Ojo and Unc Nunkie are out of food, so they decide to journey to the Emerald City where they will never starve. Along the way, they meet Mewel, a waif and stray (mule) who leads them to Dr.... See full summary »
J. Farrell MacDonald
The fairies of Oz gather in the forest of Burzee one evening and weave a magic cloak that gives the wearer one wish, so long as it has not been stolen. The man in the moon tells them that ... See full summary »
J. Farrell MacDonald
Children's author Dorothy Gale makes a decent living continuing her grandfather's series of Oz books. When a new agent enters the scene, Dorothy moves to New York city. In the midst of a ... See full summary »
Ana Paula Redding,
Rather than adapt a later or create a new Oz story, this production has Dorothy still in posession of the shoes, and she clings to an apple tree during a tornado which takes her back to Oz.... See full summary »
This 150-episode series of shorts chronicles Dorothy's long stay in the land of Oz. The Munchkins are portrayed as tiny globs; the Scarecrow is a fool named Socrates; the Tin Woodman is a ... See full summary »
A Toymaker tells a bizarre story about how the Land of Oz was ruled by Prince Kynd, but he was overthrown by Prime Minister Kruel. Dorothy learns from Aunt Em that fat, cruel Uncle Henry is not her uncle, and gives her a note due on her eighteenth birthday, which reveals she is actually Princess Dorothea of Oz, and is supposed to marry Prince Kynd. She, Uncle Henry , and two farmhands are swept to Oz by a tornado. Snowball, a black farmhand soon joins them after a lightning bolt chases him into the sky. They land in Oz, where the farmhands try to avoid capture. Semon becomes a scarecrow, Hardy briefly disguises himself as a Tin Woodman, and Snowball is given a Lion suit by the Wizard, which he uses to scare the Pumperdink guards. Written by
Scott Hutchins <email@example.com>
Worth Seeing As A Historical Curiosity - But It Really Isn't The Wizard Of Oz
I have to say that this is an interesting adaptation of L. Frank Baum's famous story "The Wizard Of Oz" - the most interesting thing about it being that it seems to have little to do with either L. Frank Baum or The Wizard Of Oz.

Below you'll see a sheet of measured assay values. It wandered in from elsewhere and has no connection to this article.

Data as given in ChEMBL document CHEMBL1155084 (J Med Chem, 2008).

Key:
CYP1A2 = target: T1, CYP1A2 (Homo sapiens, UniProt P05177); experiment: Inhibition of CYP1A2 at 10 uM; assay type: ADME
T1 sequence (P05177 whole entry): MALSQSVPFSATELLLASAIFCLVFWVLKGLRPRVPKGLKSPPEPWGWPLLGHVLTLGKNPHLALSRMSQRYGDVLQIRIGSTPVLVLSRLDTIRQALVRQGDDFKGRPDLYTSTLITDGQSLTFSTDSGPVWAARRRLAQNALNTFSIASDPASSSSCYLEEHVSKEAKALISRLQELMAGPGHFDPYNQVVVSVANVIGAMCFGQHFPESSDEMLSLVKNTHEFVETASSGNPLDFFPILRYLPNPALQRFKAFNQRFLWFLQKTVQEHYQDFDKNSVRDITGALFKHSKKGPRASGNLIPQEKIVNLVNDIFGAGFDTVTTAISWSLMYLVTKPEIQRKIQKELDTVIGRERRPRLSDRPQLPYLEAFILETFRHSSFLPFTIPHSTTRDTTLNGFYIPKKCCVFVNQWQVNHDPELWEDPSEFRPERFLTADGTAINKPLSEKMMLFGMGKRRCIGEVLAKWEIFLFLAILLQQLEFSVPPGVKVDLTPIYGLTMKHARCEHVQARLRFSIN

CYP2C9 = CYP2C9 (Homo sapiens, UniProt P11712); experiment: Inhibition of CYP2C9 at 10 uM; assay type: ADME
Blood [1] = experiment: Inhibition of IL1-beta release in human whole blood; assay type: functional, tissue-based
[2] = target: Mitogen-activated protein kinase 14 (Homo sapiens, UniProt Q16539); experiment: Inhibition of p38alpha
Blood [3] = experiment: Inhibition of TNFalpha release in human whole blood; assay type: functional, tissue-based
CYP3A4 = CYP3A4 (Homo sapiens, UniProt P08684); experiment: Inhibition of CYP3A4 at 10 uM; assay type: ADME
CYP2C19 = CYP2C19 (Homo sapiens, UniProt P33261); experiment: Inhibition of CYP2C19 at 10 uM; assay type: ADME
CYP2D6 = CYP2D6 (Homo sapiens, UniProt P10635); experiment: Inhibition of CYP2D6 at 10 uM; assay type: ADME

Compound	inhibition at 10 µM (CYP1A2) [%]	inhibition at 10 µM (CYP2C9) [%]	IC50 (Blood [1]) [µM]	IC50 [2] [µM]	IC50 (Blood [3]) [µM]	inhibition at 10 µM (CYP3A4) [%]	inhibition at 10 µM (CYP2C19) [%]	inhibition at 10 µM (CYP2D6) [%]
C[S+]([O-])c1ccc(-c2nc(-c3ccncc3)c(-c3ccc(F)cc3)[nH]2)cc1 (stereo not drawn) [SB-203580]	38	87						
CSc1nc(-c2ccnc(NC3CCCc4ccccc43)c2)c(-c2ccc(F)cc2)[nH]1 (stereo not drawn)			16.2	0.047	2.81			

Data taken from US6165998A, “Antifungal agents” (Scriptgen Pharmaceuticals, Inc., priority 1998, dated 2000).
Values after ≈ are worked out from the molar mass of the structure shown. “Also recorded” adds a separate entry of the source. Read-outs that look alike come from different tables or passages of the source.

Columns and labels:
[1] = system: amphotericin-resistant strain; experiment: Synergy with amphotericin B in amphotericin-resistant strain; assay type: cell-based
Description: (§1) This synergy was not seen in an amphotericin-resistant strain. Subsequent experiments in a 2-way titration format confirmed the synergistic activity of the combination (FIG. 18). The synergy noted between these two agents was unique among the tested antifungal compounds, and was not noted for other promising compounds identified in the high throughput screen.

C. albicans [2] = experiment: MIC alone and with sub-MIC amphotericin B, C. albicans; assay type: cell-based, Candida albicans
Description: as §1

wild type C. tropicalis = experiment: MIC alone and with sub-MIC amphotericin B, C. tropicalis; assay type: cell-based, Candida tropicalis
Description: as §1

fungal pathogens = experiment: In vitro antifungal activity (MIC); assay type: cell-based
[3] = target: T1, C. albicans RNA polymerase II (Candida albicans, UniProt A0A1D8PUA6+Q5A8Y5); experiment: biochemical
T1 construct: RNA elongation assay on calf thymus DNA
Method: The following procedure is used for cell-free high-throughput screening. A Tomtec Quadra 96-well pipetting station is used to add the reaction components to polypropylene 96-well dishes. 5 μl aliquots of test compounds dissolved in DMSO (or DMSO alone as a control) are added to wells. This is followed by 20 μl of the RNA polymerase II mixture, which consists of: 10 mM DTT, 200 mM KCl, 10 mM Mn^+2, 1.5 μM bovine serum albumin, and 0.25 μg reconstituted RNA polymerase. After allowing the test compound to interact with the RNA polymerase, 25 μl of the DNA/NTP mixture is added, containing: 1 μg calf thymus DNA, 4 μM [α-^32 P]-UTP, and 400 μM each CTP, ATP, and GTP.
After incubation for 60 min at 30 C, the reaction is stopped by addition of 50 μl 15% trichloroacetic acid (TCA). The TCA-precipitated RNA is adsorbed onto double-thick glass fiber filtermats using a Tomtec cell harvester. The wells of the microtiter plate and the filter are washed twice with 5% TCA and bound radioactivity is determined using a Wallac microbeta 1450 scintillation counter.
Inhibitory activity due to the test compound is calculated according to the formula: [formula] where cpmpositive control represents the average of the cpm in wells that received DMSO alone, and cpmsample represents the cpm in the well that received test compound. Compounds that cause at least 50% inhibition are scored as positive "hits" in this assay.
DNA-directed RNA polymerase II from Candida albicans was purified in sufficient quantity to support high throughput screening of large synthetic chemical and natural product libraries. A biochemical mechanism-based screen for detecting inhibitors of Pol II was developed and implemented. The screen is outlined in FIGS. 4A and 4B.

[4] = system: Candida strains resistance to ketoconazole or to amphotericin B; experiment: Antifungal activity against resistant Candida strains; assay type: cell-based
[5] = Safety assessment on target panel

The story, as it's told here, is really about the attempt of a wicked tyrant named "Kruel" to continue to oppress the inhabitants of a land called "Oz." In this version of the story, there is no wicked witch - nor is there a good witch for that matter. In fact, for the most part, Oz isn't really much different from - well - anywhere else. But the people of Oz are looking for their long lost princess. Into the picture bursts Dorothy (played by a actress named Dorothy Dwan) who gets blown into Oz by a Kansas tornado (OK, something familiar from Baum's story) and discovers her true identity.
The story doesn't really revolve around Dorothy, though. Nor does "The Wizard" (played by Charles Murray) have a particularly important role. He's a charlatan of no great significance. The movie revolves around the characters played by Larry Semon, a successful veteran of silent films, who also directed and produced this, along with helping to adapt the book. He's the "scarecrow" character - although not a real scarecrow, just dressed up as a scarecrow, and most of the movie is about his unrequited love for Dorothy.
I found this really quite bizarre. The most interesting thing about it might be that it features Oliver Hardy (of Laurel & Hardy fame) as the Woodsman, among other characters. It's not bad technically and has some decent enough effects for the day. The story is quite disjointed, although it does have some humorous moments. I'd have to believe that the reason a lot of people think it's so bad is because it just isn't "The Wizard Of Oz." It was a very expensive movie for its day, and basically was responsible for bankrupting Chadwick Pictures. Semon's career also seemed to go downhill pretty quickly afterward. Still, one shouldn't dismiss it so quickly. It may not be a very good movie and the story may not make a lot of sense, but you can't deny that it's a true historical curiosity. (6/10)
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